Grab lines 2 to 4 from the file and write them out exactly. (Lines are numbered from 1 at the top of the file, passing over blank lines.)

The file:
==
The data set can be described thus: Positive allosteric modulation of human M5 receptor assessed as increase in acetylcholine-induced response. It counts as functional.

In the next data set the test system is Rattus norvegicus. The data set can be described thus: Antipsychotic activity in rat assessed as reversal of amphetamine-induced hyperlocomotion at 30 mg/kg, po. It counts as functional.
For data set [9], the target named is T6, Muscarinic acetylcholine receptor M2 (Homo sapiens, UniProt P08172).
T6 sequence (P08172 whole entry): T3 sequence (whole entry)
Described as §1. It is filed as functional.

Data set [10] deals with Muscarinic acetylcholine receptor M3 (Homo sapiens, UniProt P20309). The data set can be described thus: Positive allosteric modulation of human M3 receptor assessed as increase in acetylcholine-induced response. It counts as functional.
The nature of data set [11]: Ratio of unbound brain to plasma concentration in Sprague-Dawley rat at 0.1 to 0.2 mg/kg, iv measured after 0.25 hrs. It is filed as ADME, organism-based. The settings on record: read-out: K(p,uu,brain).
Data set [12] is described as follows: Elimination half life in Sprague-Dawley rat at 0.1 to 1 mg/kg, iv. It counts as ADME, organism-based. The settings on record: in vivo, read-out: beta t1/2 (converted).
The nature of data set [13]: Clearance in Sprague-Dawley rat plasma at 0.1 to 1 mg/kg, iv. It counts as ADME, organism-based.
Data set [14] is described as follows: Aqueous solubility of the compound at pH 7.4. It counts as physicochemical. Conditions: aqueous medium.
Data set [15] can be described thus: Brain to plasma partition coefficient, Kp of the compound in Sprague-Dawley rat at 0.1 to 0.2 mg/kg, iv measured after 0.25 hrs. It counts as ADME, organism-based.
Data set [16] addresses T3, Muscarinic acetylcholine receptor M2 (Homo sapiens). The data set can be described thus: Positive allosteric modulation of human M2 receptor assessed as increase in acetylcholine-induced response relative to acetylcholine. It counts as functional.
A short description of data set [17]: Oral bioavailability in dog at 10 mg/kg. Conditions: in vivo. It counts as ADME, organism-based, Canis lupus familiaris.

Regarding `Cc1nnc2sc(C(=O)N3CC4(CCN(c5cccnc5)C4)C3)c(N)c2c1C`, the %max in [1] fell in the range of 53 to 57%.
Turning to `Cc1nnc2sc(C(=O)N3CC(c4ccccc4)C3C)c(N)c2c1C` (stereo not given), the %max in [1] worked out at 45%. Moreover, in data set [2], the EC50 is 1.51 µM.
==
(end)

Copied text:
In the next data set the test system is Rattus norvegicus. The data set can be described thus: Antipsychotic activity in rat assessed as reversal of amphetamine-induced hyperlocomotion at 30 mg/kg, po. It counts as functional.
For data set [9], the target named is T6, Muscarinic acetylcholine receptor M2 (Homo sapiens, UniProt P08172).
T6 sequence (P08172 whole entry): T3 sequence (whole entry)